MomZette

Look How Much Money (Gulp!) Parents Are Spending on Their Adult Kids

A startling $500 billion is what it amounts to annually, according to a frightening new study

Boomer and Gen X parents may be harming themselves — and their adult children — by spending far too much money supporting financially struggling millennials, according to a 2018 study by Merrill Lynch in partnership with Age Wave, a thought leader on aging.

“We estimate that parents of adult children annually spend $500 billion on them — twice what they contribute to their own retirement accounts,” said the study report, “The Financial Journey of Modern Parenting: Joy, Complexity and Sacrifice.”

The startling $500 billion figure includes full or partial support for adult children’s expense categories, including food or groceries (60 percent), cellphone (54 percent), car (47 percent), school (44 percent), vacations (44 percent), rent or mortgage (36 percent), and student loans (27 percent).

The $500 billion parents spend supporting these adult children under the age of 34 does not include less frequent but big-ticket items such as weddings and the first homes.

Nearly one in three temporarily independent young adults between the ages 18 and 34 returns to live in their parents’ homes. The surprising figure represents a 50 percent increase in the number of “boomeranging” adult children in 1960, according to the Census Bureau.

Drawing upon the “family bank,” the study indicates, is not limited to adult children who refill their parents’ formerly empty nests.

It’s the norm, in fact.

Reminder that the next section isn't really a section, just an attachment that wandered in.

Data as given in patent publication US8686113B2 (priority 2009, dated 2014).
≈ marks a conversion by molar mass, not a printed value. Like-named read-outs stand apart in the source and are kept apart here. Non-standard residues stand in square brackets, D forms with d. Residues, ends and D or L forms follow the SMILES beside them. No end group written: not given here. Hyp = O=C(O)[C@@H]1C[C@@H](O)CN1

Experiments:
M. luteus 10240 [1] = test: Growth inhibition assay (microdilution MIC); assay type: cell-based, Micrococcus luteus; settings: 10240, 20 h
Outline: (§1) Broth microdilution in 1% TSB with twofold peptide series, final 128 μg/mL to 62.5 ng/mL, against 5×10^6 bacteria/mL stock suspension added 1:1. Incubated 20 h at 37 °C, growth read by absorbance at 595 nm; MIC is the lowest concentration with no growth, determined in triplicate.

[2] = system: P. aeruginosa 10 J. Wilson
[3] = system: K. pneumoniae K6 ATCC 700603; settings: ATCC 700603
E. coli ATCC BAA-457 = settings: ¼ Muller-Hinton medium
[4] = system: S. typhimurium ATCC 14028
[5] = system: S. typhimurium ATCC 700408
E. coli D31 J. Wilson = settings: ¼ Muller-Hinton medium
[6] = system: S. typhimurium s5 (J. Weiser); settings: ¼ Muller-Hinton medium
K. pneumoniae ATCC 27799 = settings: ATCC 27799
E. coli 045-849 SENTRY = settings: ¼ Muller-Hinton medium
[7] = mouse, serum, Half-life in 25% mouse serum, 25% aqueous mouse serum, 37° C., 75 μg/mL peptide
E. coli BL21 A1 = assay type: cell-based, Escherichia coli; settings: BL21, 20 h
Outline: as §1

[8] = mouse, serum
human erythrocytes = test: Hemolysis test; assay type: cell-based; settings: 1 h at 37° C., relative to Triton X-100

Kantar TNS, a market research and information group, gathered data from more than 2,500 U.S. respondents — and found that nearly 80 percent of parents provide some type of financial support to their adult children.

“Compared to all I’m spending on my two adult children’s upkeep, having them boomerang back and live at home would be relatively inexpensive,” said one focus group participant who was quoted in the report.

The startling $500 billion figure includes full or partial support for adult children’s expense categories, including food or groceries (60 percent), cellphone (54 percent), car (47 percent), school (44 percent), vacations (44 percent), rent or mortgage (36 percent), and student loans (27 percent).

The long-term financial sacrifices made by parents to support their adult children are substantial. One in four of the parents surveyed said they are willing to take on debt and pull money from a retirement account to make these financial contributions.

Half would pull from their savings.

These sacrifices, made from a heartfelt desire to be generous and supportive, can ultimately backfire in ways neither the parents nor their adult kids would suspect.

Related: The Secrets of Raising Financially Savvy Children

The study authors caution parents to consider the possibility that funding their young adult children’s expenses now, by drawing on retirement savings, may result in becoming financially reliant on those same children down the road.

So what’s a loving parent to do? Are today’s parents handicapping both themselves and their children with too-generous contributions, such as those made for cellphones, vacations and cars?

Share your thoughts in the comments section below.

Michele Blood is a Flemington, New Jersey-based freelance writer and a regular contributor to LifeZette.